Only a skeletal staff in the Brooklyn Botanic Garden witnessed the cherry blossom snowstorm that was scattered by the spring breeze during the pandemic. Delicate wisteria blossoms fell over pergolas and plump roses unfolded with no recognized fans to say “Oooh”.
The garden reopened daily to a limited number of socially distant visitors in August. Now that the lively, eye-catching presentation of autumn begins, the meadow and forest gardens that were completed at the beginning of last winter are finally coming into their own. They are the culmination of years of development as the garden turns a new leaf with the selection of Adrian Benepe, a former commissioner for the New York Department of Parks and Recreation, as its new president and executive director in September.
Botanical gardens have long been an ideal of civilized, cut off, and classified nature. The Brooklyn Botanic Garden has not ditched taxonomic collecting or spectacular flower displays, but has given its intimate 52 acres an ever more ecological ethos. The new groups of plants are comparatively disordered, harboring insects and birds, and are constantly changing, with flowers, seed pods, and leaf colors constantly popping and fading.
A long-neglected 1.25 acre hillside became the Robert W. Wilson Overlook. It is now home to a winding path lined with white concrete retaining walls. It zigzags in the middle of a mature meadow that looks like calligraphic brushstrokes.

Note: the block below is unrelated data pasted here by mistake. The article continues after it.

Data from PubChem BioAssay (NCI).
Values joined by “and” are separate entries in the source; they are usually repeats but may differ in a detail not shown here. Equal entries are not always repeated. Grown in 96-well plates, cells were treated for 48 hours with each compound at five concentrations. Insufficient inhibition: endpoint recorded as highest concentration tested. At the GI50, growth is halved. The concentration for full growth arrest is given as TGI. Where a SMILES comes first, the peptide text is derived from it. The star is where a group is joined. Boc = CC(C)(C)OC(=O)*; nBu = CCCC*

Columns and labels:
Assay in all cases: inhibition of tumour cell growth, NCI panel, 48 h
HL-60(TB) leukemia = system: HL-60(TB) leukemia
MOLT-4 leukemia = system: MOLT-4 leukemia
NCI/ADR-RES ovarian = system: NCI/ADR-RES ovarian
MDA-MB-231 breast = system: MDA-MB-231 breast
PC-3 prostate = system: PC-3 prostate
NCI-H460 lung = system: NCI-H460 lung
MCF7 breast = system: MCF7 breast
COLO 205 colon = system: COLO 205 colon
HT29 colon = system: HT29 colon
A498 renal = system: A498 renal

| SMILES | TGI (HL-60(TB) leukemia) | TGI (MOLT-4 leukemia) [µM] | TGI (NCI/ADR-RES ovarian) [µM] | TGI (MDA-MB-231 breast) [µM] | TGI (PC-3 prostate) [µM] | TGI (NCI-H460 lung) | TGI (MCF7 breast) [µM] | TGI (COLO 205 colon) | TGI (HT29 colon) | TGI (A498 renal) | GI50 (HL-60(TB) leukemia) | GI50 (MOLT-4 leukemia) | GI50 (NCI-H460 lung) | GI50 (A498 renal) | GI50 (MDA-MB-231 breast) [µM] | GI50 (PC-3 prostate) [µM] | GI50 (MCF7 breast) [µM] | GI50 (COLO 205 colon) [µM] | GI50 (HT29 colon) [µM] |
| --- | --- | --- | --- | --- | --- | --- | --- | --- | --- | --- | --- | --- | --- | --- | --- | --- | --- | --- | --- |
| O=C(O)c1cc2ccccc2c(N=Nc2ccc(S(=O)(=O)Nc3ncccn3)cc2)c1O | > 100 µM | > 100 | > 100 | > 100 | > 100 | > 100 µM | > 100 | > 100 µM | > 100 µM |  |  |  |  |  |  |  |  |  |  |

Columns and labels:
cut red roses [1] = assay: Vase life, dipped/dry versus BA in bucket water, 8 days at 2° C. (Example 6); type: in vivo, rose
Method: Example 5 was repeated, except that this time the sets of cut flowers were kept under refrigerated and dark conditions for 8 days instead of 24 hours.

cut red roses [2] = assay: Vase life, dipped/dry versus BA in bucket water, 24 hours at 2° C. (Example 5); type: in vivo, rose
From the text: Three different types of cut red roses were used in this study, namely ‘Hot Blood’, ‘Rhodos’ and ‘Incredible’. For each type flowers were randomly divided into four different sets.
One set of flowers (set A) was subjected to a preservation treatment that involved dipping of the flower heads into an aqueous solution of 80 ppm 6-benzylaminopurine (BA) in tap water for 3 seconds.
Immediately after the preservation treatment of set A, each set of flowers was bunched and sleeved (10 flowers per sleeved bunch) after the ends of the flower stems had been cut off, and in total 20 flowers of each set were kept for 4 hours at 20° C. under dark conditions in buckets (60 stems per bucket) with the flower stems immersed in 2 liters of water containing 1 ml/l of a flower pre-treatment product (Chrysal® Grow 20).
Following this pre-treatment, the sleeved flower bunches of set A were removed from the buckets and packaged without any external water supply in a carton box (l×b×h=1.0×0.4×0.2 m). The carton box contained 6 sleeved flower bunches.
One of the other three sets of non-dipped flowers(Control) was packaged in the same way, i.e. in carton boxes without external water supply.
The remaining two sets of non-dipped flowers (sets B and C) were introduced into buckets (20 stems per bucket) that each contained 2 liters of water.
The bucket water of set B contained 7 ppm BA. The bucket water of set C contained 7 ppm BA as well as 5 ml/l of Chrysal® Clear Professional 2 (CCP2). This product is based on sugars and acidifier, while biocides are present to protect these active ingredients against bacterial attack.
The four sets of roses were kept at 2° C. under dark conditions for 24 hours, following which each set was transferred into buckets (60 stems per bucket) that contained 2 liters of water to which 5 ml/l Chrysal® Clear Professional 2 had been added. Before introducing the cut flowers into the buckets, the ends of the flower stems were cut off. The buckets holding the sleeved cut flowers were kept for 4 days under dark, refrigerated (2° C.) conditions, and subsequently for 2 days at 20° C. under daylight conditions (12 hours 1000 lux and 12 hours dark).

The hillside arose from excavations for the adjacent Brooklyn Museum in the early 20th century. The two glass pavilions that form the entrance and visitor center on Washington Avenue were wedged into the slope in 2012 by architects Marion Weiss and Michael Manfredi. When designing the lookout point, the architects repeated the waving grass roofs of the pavilions in the garden. The vantage point brings together attractions on the upper level that surround the museum with the core of the garden extending to the south.
The walkway also eases the three-story slope of the hillside for disabled visitors with a ramp that is gentle enough that tight railings are not required. The 680 foot serpentine path is thought-provoking as it soars gently above 26 feet. “The garden slows you down,” said Ms. Weiss.
Textures and colors are subtly improved in this way. “Grasses are prominent,” explained Tobias Wolf, the landscape architect of the lookout point. Tiny intertwined flowers, leaves, and stems hug the ground, including wild strawberries that fall over the retaining walls. Mr. Wolf compared the planting idea with “very fine, interwoven threads”, which practically created small ecological habitats. “Even in winter there is an architecture of interlocking plant stems and seed pods,” he said.
Crepe myrtles float like totems from the layers of low plantations, their summer cracker blooms are ready and their leaves are turning rusty red. The viewpoint expands its small collection with 12 new varieties. They have grown in popularity as climate change has expanded their reach north.
The Botanical Garden opened in 1911 as a collection of plants put together for appreciation and scientific study, and the new myrtle species continue that mission. At the same time, they frame views of rest stops en route to famous destinations like Cherry Esplanade and Cranford Rose Garden: formal set pieces that are reflected under the Beaux Arts splendor of the Brooklyn Museum now fenced in by wilder ones. shaggy clouds of vegetation in contrasting textures and hues.
Nowhere is this more evident than in the Elizabeth Scholtz Woodland Garden, which saves an ignored corner of the Botanical Garden and redesigns it as an intensified version of a north-eastern edge of the forest.